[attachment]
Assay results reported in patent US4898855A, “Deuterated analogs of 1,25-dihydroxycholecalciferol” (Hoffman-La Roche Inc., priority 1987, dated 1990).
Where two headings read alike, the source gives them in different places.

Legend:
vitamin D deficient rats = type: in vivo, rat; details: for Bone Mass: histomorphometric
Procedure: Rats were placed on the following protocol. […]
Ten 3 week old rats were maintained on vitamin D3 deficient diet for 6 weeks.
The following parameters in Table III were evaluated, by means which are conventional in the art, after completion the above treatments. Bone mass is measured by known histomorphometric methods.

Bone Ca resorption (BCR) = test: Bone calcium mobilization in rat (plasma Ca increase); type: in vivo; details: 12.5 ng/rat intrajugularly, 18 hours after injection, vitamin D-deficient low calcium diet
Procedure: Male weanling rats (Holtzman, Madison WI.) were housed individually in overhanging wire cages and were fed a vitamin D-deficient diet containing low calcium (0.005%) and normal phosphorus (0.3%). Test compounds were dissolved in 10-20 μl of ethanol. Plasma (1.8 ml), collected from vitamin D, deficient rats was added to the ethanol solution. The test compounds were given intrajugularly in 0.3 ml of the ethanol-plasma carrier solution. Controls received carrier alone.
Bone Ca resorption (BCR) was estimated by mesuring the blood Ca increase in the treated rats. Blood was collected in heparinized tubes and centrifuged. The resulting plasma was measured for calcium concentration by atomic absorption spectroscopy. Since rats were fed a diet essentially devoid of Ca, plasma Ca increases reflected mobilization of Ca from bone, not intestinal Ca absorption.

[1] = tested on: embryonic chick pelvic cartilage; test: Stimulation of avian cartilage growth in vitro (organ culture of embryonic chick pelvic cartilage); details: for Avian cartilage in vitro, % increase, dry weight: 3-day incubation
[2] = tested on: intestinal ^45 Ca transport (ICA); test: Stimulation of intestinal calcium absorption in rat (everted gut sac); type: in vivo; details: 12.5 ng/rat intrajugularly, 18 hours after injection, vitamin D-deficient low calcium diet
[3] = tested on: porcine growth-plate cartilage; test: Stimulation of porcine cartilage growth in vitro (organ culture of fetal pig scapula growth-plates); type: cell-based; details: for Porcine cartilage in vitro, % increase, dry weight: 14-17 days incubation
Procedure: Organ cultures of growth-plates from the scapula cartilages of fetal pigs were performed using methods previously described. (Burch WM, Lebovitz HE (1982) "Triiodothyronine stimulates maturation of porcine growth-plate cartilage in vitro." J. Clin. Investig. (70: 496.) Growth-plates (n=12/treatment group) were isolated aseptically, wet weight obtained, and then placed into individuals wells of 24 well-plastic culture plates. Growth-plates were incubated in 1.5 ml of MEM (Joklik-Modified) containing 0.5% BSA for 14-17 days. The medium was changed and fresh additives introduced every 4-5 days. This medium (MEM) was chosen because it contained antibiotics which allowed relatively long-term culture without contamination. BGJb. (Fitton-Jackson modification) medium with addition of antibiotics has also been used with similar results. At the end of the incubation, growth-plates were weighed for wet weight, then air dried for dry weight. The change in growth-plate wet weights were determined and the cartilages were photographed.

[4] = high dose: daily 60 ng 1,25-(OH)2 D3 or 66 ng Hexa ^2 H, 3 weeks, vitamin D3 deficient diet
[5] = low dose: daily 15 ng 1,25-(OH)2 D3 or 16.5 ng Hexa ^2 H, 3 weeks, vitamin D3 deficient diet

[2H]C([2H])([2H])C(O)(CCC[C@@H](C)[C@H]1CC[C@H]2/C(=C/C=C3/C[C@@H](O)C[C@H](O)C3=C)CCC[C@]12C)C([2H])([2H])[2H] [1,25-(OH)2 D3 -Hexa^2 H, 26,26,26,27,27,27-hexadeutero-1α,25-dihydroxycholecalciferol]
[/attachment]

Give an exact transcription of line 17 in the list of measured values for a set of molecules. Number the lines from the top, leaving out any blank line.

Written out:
[2H]C([2H])([2H])C(O)(CCC[C@@H](C)[C@H]1CC[C@H]2/C(=C/C=C3/C[C@@H](O)C[C@H](O)C3=C)CCC[C@]12C)C([2H])([2H])[2H] [1,25-(OH)2 D3 -Hexa^2 H, 26,26,26,27,27,27-hexadeutero-1α,25-dihydroxycholecalciferol]